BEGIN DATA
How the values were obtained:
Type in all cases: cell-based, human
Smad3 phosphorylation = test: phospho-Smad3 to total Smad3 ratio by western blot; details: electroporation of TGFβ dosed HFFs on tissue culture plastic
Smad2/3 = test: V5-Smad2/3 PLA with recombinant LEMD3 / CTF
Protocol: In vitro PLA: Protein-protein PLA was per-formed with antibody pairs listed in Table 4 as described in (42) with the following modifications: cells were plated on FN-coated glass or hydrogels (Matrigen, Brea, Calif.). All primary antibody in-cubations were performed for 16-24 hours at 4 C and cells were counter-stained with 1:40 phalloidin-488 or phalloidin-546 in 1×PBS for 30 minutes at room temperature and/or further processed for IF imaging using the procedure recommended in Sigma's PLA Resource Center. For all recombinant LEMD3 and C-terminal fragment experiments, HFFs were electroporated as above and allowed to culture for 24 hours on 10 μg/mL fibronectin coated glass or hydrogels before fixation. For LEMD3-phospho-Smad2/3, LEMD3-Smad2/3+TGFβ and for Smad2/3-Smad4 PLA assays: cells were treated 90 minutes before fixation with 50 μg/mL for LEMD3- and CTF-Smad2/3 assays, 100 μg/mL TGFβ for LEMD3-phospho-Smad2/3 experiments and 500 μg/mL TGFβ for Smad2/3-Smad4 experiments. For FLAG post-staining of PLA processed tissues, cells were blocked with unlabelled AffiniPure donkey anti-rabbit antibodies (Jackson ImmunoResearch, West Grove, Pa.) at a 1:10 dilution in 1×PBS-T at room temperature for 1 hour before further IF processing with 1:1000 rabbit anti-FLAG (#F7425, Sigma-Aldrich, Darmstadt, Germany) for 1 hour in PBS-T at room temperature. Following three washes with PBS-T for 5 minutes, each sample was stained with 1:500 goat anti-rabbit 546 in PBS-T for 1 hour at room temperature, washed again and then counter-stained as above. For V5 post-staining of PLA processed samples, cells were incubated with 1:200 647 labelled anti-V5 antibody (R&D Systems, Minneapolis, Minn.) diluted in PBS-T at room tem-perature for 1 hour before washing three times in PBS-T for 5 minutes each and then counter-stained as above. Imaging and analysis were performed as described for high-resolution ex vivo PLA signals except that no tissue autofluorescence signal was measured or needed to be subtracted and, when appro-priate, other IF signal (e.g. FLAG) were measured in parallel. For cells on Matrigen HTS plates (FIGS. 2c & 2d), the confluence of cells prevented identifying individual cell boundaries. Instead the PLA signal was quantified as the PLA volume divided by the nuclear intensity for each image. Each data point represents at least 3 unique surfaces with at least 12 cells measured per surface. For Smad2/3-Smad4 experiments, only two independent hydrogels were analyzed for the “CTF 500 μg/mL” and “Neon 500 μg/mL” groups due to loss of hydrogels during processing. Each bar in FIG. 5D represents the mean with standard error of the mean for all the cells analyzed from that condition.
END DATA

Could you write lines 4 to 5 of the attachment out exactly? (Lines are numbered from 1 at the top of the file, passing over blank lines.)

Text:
Smad2/3 = test: V5-Smad2/3 PLA with recombinant LEMD3 / CTF
Protocol: In vitro PLA: Protein-protein PLA was per-formed with antibody pairs listed in Table 4 as described in (42) with the following modifications: cells were plated on FN-coated glass or hydrogels (Matrigen, Brea, Calif.). All primary antibody in-cubations were performed for 16-24 hours at 4 C and cells were counter-stained with 1:40 phalloidin-488 or phalloidin-546 in 1×PBS for 30 minutes at room temperature and/or further processed for IF imaging using the procedure recommended in Sigma's PLA Resource Center. For all recombinant LEMD3 and C-terminal fragment experiments, HFFs were electroporated as above and allowed to culture for 24 hours on 10 μg/mL fibronectin coated glass or hydrogels before fixation. For LEMD3-phospho-Smad2/3, LEMD3-Smad2/3+TGFβ and for Smad2/3-Smad4 PLA assays: cells were treated 90 minutes before fixation with 50 μg/mL for LEMD3- and CTF-Smad2/3 assays, 100 μg/mL TGFβ for LEMD3-phospho-Smad2/3 experiments and 500 μg/mL TGFβ for Smad2/3-Smad4 experiments. For FLAG post-staining of PLA processed tissues, cells were blocked with unlabelled AffiniPure donkey anti-rabbit antibodies (Jackson ImmunoResearch, West Grove, Pa.) at a 1:10 dilution in 1×PBS-T at room temperature for 1 hour before further IF processing with 1:1000 rabbit anti-FLAG (#F7425, Sigma-Aldrich, Darmstadt, Germany) for 1 hour in PBS-T at room temperature. Following three washes with PBS-T for 5 minutes, each sample was stained with 1:500 goat anti-rabbit 546 in PBS-T for 1 hour at room temperature, washed again and then counter-stained as above. For V5 post-staining of PLA processed samples, cells were incubated with 1:200 647 labelled anti-V5 antibody (R&D Systems, Minneapolis, Minn.) diluted in PBS-T at room tem-perature for 1 hour before washing three times in PBS-T for 5 minutes each and then counter-stained as above. Imaging and analysis were performed as described for high-resolution ex vivo PLA signals except that no tissue autofluorescence signal was measured or needed to be subtracted and, when appro-priate, other IF signal (e.g. FLAG) were measured in parallel. For cells on Matrigen HTS plates (FIGS. 2c & 2d), the confluence of cells prevented identifying individual cell boundaries. Instead the PLA signal was quantified as the PLA volume divided by the nuclear intensity for each image. Each data point represents at least 3 unique surfaces with at least 12 cells measured per surface. For Smad2/3-Smad4 experiments, only two independent hydrogels were analyzed for the “CTF 500 μg/mL” and “Neon 500 μg/mL” groups due to loss of hydrogels during processing. Each bar in FIG. 5D represents the mean with standard error of the mean for all the cells analyzed from that condition.